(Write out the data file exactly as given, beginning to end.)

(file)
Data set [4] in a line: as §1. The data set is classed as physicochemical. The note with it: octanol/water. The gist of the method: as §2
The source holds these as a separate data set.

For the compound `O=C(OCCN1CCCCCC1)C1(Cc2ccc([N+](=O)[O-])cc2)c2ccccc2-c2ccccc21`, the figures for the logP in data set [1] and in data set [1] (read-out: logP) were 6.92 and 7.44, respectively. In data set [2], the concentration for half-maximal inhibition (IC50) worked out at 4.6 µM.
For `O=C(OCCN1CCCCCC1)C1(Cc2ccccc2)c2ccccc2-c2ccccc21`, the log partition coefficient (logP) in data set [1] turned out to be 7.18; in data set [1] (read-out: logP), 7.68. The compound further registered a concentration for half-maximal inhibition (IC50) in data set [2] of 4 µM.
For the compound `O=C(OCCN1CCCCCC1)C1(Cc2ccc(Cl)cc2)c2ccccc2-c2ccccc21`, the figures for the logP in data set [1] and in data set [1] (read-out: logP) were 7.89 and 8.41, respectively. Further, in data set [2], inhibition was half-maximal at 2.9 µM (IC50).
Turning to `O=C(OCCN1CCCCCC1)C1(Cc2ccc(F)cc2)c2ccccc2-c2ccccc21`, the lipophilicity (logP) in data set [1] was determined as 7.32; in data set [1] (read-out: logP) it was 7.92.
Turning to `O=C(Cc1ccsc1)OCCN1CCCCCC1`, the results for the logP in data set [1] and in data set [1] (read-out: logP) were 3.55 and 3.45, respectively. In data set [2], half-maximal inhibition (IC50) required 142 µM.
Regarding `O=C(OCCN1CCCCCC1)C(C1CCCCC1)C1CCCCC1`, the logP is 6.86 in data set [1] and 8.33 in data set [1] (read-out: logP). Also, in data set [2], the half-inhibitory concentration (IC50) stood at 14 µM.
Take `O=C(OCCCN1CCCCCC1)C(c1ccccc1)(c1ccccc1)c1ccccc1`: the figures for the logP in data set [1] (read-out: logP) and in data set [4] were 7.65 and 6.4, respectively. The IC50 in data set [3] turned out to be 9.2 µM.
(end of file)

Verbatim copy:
Data set [4] in a line: as §1. The data set is classed as physicochemical. The note with it: octanol/water. The gist of the method: as §2
The source holds these as a separate data set.

For the compound `O=C(OCCN1CCCCCC1)C1(Cc2ccc([N+](=O)[O-])cc2)c2ccccc2-c2ccccc21`, the figures for the logP in data set [1] and in data set [1] (read-out: logP) were 6.92 and 7.44, respectively. In data set [2], the concentration for half-maximal inhibition (IC50) worked out at 4.6 µM.
For `O=C(OCCN1CCCCCC1)C1(Cc2ccccc2)c2ccccc2-c2ccccc21`, the log partition coefficient (logP) in data set [1] turned out to be 7.18; in data set [1] (read-out: logP), 7.68. The compound further registered a concentration for half-maximal inhibition (IC50) in data set [2] of 4 µM.
For the compound `O=C(OCCN1CCCCCC1)C1(Cc2ccc(Cl)cc2)c2ccccc2-c2ccccc21`, the figures for the logP in data set [1] and in data set [1] (read-out: logP) were 7.89 and 8.41, respectively. Further, in data set [2], inhibition was half-maximal at 2.9 µM (IC50).
Turning to `O=C(OCCN1CCCCCC1)C1(Cc2ccc(F)cc2)c2ccccc2-c2ccccc21`, the lipophilicity (logP) in data set [1] was determined as 7.32; in data set [1] (read-out: logP) it was 7.92.
Turning to `O=C(Cc1ccsc1)OCCN1CCCCCC1`, the results for the logP in data set [1] and in data set [1] (read-out: logP) were 3.55 and 3.45, respectively. In data set [2], half-maximal inhibition (IC50) required 142 µM.
Regarding `O=C(OCCN1CCCCCC1)C(C1CCCCC1)C1CCCCC1`, the logP is 6.86 in data set [1] and 8.33 in data set [1] (read-out: logP). Also, in data set [2], the half-inhibitory concentration (IC50) stood at 14 µM.
Take `O=C(OCCCN1CCCCCC1)C(c1ccccc1)(c1ccccc1)c1ccccc1`: the figures for the logP in data set [1] (read-out: logP) and in data set [4] were 7.65 and 6.4, respectively. The IC50 in data set [3] turned out to be 9.2 µM.